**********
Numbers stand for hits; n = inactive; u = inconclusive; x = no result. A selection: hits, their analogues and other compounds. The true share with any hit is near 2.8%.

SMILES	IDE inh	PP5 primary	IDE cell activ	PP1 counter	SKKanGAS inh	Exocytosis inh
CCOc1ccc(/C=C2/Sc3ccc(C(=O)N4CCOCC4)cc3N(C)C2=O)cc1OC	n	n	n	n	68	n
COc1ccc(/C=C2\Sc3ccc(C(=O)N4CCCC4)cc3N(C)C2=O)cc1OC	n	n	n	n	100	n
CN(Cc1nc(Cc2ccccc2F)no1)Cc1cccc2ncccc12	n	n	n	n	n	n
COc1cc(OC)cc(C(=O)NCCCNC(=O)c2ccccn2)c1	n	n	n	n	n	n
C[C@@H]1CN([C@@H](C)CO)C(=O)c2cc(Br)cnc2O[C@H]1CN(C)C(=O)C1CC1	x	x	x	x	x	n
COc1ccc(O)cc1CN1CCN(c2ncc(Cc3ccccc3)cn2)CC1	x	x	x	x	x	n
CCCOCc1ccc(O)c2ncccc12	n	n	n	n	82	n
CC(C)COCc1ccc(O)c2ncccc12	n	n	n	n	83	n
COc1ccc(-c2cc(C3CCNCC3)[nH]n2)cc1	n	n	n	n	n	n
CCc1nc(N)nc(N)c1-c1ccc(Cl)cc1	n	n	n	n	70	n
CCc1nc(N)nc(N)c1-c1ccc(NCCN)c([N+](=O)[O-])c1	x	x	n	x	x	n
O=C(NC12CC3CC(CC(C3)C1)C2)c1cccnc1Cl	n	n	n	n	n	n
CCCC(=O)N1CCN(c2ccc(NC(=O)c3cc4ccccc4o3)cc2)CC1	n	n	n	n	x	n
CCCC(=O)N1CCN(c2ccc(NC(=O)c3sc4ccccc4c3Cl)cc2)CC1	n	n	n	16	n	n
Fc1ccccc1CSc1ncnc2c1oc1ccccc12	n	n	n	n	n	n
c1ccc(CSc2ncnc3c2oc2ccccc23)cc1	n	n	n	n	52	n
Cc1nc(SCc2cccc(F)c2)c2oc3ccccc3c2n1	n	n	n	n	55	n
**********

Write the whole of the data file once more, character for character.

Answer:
Numbers stand for hits; n = inactive; u = inconclusive; x = no result. A selection: hits, their analogues and other compounds. The true share with any hit is near 2.8%.

SMILES	IDE inh	PP5 primary	IDE cell activ	PP1 counter	SKKanGAS inh	Exocytosis inh
CCOc1ccc(/C=C2/Sc3ccc(C(=O)N4CCOCC4)cc3N(C)C2=O)cc1OC	n	n	n	n	68	n
COc1ccc(/C=C2\Sc3ccc(C(=O)N4CCCC4)cc3N(C)C2=O)cc1OC	n	n	n	n	100	n
CN(Cc1nc(Cc2ccccc2F)no1)Cc1cccc2ncccc12	n	n	n	n	n	n
COc1cc(OC)cc(C(=O)NCCCNC(=O)c2ccccn2)c1	n	n	n	n	n	n
C[C@@H]1CN([C@@H](C)CO)C(=O)c2cc(Br)cnc2O[C@H]1CN(C)C(=O)C1CC1	x	x	x	x	x	n
COc1ccc(O)cc1CN1CCN(c2ncc(Cc3ccccc3)cn2)CC1	x	x	x	x	x	n
CCCOCc1ccc(O)c2ncccc12	n	n	n	n	82	n
CC(C)COCc1ccc(O)c2ncccc12	n	n	n	n	83	n
COc1ccc(-c2cc(C3CCNCC3)[nH]n2)cc1	n	n	n	n	n	n
CCc1nc(N)nc(N)c1-c1ccc(Cl)cc1	n	n	n	n	70	n
CCc1nc(N)nc(N)c1-c1ccc(NCCN)c([N+](=O)[O-])c1	x	x	n	x	x	n
O=C(NC12CC3CC(CC(C3)C1)C2)c1cccnc1Cl	n	n	n	n	n	n
CCCC(=O)N1CCN(c2ccc(NC(=O)c3cc4ccccc4o3)cc2)CC1	n	n	n	n	x	n
CCCC(=O)N1CCN(c2ccc(NC(=O)c3sc4ccccc4c3Cl)cc2)CC1	n	n	n	16	n	n
Fc1ccccc1CSc1ncnc2c1oc1ccccc12	n	n	n	n	n	n
c1ccc(CSc2ncnc3c2oc2ccccc23)cc1	n	n	n	n	52	n
Cc1nc(SCc2cccc(F)c2)c2oc3ccccc3c2n1	n	n	n	n	55	n